Special issue: Traditional foods: from culture, ecology and diversity, to human health and potential for exploitation.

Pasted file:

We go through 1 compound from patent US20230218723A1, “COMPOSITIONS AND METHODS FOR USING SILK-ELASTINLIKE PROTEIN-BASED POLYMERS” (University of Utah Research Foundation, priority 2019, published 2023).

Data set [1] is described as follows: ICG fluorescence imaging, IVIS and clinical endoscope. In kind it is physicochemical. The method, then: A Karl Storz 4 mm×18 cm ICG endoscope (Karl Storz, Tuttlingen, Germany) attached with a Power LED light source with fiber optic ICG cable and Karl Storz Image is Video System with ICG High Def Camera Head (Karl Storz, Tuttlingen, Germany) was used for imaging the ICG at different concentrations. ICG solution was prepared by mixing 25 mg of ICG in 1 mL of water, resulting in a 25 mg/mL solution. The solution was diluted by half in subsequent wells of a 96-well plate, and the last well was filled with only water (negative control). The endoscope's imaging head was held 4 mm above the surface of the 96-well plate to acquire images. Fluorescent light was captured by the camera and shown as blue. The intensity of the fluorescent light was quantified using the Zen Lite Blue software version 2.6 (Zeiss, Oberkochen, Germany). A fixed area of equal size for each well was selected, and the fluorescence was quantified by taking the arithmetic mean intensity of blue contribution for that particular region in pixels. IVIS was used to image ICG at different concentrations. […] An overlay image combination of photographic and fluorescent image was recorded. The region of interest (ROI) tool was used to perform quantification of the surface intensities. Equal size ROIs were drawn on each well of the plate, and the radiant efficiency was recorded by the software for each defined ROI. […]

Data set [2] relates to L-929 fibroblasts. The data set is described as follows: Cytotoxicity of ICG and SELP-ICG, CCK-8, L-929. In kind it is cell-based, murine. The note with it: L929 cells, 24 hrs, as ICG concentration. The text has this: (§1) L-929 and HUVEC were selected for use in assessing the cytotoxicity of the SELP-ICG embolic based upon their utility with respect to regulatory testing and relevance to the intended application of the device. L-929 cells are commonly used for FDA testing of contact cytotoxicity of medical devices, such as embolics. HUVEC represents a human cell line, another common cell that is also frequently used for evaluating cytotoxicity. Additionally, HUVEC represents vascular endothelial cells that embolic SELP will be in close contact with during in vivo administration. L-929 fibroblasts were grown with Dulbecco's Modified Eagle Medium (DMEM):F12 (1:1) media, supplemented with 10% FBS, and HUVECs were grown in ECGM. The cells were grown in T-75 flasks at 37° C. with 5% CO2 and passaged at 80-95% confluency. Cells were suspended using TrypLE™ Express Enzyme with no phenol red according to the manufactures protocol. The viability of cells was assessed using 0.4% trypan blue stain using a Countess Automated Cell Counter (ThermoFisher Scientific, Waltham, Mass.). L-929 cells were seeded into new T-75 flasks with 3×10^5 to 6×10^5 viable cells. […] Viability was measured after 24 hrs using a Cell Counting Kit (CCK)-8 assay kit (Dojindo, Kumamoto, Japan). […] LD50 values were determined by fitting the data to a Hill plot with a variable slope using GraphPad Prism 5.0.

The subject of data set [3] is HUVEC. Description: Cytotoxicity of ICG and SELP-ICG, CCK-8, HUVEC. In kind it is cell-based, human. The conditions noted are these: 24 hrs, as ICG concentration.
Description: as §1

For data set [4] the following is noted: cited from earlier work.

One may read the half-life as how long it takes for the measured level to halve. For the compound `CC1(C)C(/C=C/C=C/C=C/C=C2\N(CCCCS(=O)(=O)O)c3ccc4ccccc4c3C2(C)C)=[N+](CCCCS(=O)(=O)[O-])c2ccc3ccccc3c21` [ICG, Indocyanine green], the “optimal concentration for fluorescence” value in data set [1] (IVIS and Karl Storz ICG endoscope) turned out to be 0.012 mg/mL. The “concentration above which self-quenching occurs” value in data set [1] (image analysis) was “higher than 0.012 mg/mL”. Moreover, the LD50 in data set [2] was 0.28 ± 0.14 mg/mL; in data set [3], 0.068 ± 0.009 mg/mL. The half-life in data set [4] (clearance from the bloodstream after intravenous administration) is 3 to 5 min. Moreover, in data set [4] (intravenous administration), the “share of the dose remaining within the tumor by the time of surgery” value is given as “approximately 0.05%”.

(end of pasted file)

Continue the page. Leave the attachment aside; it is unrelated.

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This special issue of the Journal of the Science of Food and Agriculture publishes a set of contributions presented at the International conference ‘Traditional Food International (TFI-2012). Traditional foods: from culture, ecology, diversity, to human health and potential for exploitation’ which was held in Cesena, Italy, on 4–5 October 2012, and at the conjoined ‘Street Food Seminar: an international forum on street food aspects and perspectives’ held on 5 October 2012. The two events were organized to coincide with the final meeting of the BaSeFood project. BaSeFood (sustainable exploitation of bioactive compounds from the Black sea area traditional foods; http://www.basefood-fp7.eu) was a European FP7 project that focused on studying traditional foods of the Black Sea region, with a particular interest in their composition of bioactive substances from plants (phytochemicals) and their potential to provide health benefits. Already in the project’s background, however, it was acknowledged that the consideration of a vast array of traditional food characteristics and consumer issues was needed, besides studying bioactive compounds by means of analytical and biological assays. The final project’s dissemination event was therefore taken as an occasion to present the project’s results in a wider context – that of a forum – where the state of the art of traditional food knowledge and definitions was set, and different approaches and disciplines for the study of all aspects of traditional foods were presented. Traditional foods are increasingly attracting the interest of consumers and manufacturers. Recently, an effort has been made for an objective definition of ‘traditional foods’, aimed at setting a scientific and regulatory approach to their study and management. From a semantic point of view, however, tradition is a complex of uses, habits and ways of life that are maintained in time, often through oral transmission. Dealing with traditional foods from a scientific point of view is therefore a challenge: it is dealing with a subject related not only to nutrition and health, but also to environmental, human ecology and cultural issues. All these aspects were covered to some degree at the Traditional Foods International conference, which was broadly organized into the following sections: traditional food systems, general aspects and definitions; analytical characterization of foods and raw materials; nutritional and health-promoting effects; processing, including effects on retention of specific components; socio-economic and consumer issues. Internationally renowned invited speakers contributed to each session with plenary lectures; other oral contributions were provided by the coordinator and work-package leaders from the BaSeFood project, and the coordinators of previous EU-funded projects dealing with different aspects of traditional foods. Eighteen invited speakers contributed to the oral sessions. The Street Food Seminar was a specific session, aimed at highlighting the role of these types of foods and the links between traditional and street foods. In addition, it provided a connection between the TFI-2012 scientific sessions and the Cesena Street Food Fair. Different aspects of street foods were covered by very engaging presentations from six invited speakers. Overall, over 100 posters from more than 250 contributing authors were presented. This special issue of the Journal of the Science of Food and Agriculture contains a selection of presented papers, from both invited lectures and posters, representing the whole range of topics dealt with at the congress. In their plenary lecture, Johns et al.1 present a review of the general perspectives of traditional food systems in the local and global economy, considering the constraints of such stable but rather closed systems, and the nutritional drawbacks of transitional economies in developing countries. They analyse the perspectives for local smallholders, also considering opportunities connected to agrobiodiversity preservation and marketing. This general paper is followed by others focused on the examination of specific aspects of the nature of traditional foods by means of the analysis of data collected during surveys or by means of comprehensive reviews. D’Antuono2 presents the synthesis of on-field surveys in the Black Sea area and Italy, leading to the critical description of over 800 traditional foods. Issues of food function in the local context of the selected areas, diversity, evolutionary convergence, standardization and chain perspectives are discussed. The relations between experience and credence characters of traditional food perception are also discussed, suggesting that the stabilization of traditional foods in modern systems requires a substantial recovery of self-awareness of consumers. Amilien and Hegnes3 present a comprehensive review of the literature and surveys carried out in Norway, indicating that time and knowhow are the two main concepts underlying tradition which, therefore, is not a fixed concept but is balanced by preservation, moderation and innovation. Giraud et al.,4 in the introduction to their paper, present a comprehensive review of the main facets of traditional food definitions and concepts, with a special focus on specific findings in the Balkan countries. Finally, Calloni5 approaches street foods from a socio-philosophical point of view, illustrating the role and evolution of street foods from their origin as a means to feed the poor, to their present dynamic role in modern societies, not neglecting the still present spatial variation of their value and perspectives, and the relations with traditional local foods. Dilis et al.6 introduce the link between traditional foods and the very recent phenomenon of nutrition claims from a European perspective. After reviewing the definitions and previous work on traditional foods, they present the potential nutritional claims that can be attached to selected Black Sea area traditional foods on the basis of their nutritional analytical data. The article by Cotillon et al.7 is concerned with crucial food industry issues such as food quality and safety, and innovation, and how these can be best addressed by the food industry in the context of traditional European food production systems.